A Coronavirus Action Plan from the Lunatic Fringe

Okay, the Virus that Ate a Civilization is spreading like wildfire — well, like a bad flu virus, actually — in spite of all government attempts to maintain the pretense that state-manufactured action plans can solve this problem (state-manufactured action plans having proved so effective in solving so many other societal problems over the centuries).

The current worldwide solution of preference: tear up the roots of individual liberty and representative government; destroy the global economy for the foreseeable future; encourage citizens to behave like selfish cowards towards their fellow men, in hysterical overreaction to a bad flu virus. 

The result of this grand strategy so far: the virus continues to spread, far beyond any “expert” guesses as to how many millions (zillions?) are already infected.

The easily predictable future results of this strategy: millions of people will lose their livelihoods and life savings; there will be a massive spike in suicides, as people collapse into despair over losing everything they have worked for; the legal precedents for unlimited government coercion, and the moral precedents for mass popular dependency on government redistribution, will be firmly entrenched in the social fabric of all hitherto semi-free nations; there will be a huge increase in looting and other property violations as people devoid of a moral compass compete for scarce necessities in an environment of general fear. 

And I emphasize that all the above results are easily predictable, which is to say that any semi-rational adult can see them coming, which is to say that the power-players imposing this strategy are fully aware that their current actions will cause all of the above results, and that they have chosen to pursue this course with this understanding.

All this in reaction to a virus that has proved to be dangerous almost exclusively to the very old and weak, or other people with serious underlying health conditions. 

Am I saying that we should not care about the risk to the health of our seniors? Of course not. I would say, however, that if I were elderly or otherwise weak, I hope I would have the pride and dignity not to expect my entire society to impoverish itself and abandon all pretenses of human rights merely in order to keep me from getting a virus that could threaten my compromised immune system. I hope, in other words, that I would be reasonable and adult enough to say, “My health is my concern. I hope my loved ones and neighbors are conscientious about staying away from me if they have a contagious illness, but otherwise, I have to make my own best choices in life and accept the consequences of those choices.”

In fact, the older people I have known well personally in my life have all taken exactly that position toward their own failing health, tacitly or explicitly. My hopes for my own future, as outlined above, are based on their dignified examples.

With that preamble, then, I would like to propose my own, admittedly radical, strategy for dealing with this coronavirus outbreak. It’s actually quite an old method, one which has rarely been attempted in recent generations; but given the peculiar nature of the current crisis, perhaps now is the time for extreme measures.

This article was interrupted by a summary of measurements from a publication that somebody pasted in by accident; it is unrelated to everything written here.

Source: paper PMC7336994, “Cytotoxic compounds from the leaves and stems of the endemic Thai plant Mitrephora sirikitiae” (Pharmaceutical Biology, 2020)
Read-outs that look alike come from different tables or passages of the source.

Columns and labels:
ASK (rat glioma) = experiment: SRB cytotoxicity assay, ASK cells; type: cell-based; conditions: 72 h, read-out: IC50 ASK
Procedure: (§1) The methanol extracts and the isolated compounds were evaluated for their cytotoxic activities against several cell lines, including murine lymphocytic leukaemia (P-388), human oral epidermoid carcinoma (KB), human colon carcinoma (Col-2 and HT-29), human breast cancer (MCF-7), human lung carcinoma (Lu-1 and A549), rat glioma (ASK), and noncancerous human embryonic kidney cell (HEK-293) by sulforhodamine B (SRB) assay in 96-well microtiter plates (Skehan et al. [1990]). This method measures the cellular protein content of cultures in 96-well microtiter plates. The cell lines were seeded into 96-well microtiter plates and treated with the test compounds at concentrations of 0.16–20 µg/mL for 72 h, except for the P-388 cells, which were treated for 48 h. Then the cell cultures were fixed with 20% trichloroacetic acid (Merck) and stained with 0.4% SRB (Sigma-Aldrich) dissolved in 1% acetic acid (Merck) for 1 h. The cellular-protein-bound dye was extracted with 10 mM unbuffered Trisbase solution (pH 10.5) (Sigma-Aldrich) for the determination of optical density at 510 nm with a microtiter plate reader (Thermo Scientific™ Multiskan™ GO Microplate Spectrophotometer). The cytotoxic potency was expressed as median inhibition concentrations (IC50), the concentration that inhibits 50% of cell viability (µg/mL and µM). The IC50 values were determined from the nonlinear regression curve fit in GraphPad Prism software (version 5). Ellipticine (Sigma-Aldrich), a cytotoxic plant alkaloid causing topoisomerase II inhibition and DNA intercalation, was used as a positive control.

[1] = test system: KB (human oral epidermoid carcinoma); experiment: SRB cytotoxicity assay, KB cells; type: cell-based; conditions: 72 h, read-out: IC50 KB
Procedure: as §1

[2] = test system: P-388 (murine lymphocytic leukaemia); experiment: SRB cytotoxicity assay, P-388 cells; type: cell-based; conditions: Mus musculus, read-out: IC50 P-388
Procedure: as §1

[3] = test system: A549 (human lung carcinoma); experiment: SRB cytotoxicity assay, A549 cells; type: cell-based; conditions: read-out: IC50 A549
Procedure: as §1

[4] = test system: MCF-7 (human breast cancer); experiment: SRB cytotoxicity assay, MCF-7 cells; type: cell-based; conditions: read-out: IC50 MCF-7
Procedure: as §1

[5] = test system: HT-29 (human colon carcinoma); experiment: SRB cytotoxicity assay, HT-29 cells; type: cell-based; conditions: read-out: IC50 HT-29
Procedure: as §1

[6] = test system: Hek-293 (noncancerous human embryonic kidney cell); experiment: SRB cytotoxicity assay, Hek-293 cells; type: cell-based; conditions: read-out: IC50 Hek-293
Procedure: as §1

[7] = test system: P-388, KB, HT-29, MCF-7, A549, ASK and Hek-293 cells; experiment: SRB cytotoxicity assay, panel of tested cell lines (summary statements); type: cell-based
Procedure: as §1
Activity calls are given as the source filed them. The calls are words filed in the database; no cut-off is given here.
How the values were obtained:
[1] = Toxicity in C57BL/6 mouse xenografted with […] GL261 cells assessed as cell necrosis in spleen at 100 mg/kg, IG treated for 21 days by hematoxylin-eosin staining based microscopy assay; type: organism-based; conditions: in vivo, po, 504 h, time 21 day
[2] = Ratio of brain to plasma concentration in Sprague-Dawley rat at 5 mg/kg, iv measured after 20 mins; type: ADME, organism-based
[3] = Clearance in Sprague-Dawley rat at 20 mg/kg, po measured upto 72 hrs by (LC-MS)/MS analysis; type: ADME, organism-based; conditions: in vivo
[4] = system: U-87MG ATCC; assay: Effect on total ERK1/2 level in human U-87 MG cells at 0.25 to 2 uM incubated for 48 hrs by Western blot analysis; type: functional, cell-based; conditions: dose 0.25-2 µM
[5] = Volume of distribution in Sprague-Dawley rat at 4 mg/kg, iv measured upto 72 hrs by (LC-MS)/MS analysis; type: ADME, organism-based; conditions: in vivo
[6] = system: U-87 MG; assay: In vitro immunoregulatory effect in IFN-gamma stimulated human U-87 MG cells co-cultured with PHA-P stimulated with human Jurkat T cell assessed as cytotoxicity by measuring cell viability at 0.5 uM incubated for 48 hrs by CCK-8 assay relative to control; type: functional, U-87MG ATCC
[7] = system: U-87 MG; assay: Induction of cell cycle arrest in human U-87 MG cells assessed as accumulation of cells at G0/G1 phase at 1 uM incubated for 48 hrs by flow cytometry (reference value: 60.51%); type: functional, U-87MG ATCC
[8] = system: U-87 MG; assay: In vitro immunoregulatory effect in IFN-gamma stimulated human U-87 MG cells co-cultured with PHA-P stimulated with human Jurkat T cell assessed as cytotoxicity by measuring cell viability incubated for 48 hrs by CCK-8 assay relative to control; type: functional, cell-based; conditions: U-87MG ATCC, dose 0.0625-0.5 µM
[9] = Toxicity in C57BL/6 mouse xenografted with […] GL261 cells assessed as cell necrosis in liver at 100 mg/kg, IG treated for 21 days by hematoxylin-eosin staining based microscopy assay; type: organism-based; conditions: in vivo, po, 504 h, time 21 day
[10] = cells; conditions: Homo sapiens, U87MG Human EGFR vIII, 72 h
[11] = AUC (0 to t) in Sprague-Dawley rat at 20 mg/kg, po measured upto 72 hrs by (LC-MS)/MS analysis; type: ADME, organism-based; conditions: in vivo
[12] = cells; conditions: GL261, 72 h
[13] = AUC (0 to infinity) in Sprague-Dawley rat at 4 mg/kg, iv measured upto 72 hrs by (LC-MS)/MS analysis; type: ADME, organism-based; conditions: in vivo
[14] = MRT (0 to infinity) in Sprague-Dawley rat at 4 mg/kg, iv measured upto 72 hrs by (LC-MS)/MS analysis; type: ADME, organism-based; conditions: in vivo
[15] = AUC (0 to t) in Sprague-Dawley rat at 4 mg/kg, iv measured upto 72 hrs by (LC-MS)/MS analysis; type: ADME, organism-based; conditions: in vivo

My strategy is what men used to call “liberty.” To clarify, this old-fashioned wisdom involves allowing adult human beings, at least until they have proved themselves to be fundamentally untrustworthy or otherwise intentionally dangerous to their fellow citizens, to make their own decisions, judge their own needs, and apply their own common sense to the task of balancing the interests of personal and community health with the interests of personal and community well-being.

Admittedly, this proposal has a shortcoming, namely that, as the past advocates of individual liberty consistently warned, this way of life, i.e., a community of peacefully co-existing free souls, demands fairly strict preconditions of individual morality, personal responsibility, and a general sensibility of respecting one’s fellow man. Given today’s political and moral climate, the risk of “granting” men their natural liberty (and who, by the way, has the authority to make that decision, and on what grounds?) may be too great.

So I guess that leaves us with today’s operative global strategy: mass panic, susceptibility to mass manipulation, and cowering under the table hoping that our masters in the government will save us.

Humans, as a species, have never been all that impressive to me, a very few exceptions to that judgment merely serving to prove the rule. These days, I’m thinking more and more that the whole experiment may have been ill-conceived. 

But still, that’s no reason for despair! I will offer several reasons for that seemingly paradoxical conclusion over the coming days. Let me offer the first and simplest one here. 

Falling into despair over the failure of the human species as an experiment in divine spark development shows a certain narrow-mindedness. For it presupposes that the value of life itself depends on the success or failure of humans to live up to one’s expectations. But that presupposition would only be valid if humans were all we had to rely on for evidence of the value of life, which is manifestly not the case. 

For example, as I am always happy to note, and relieved to recall, there are birds!

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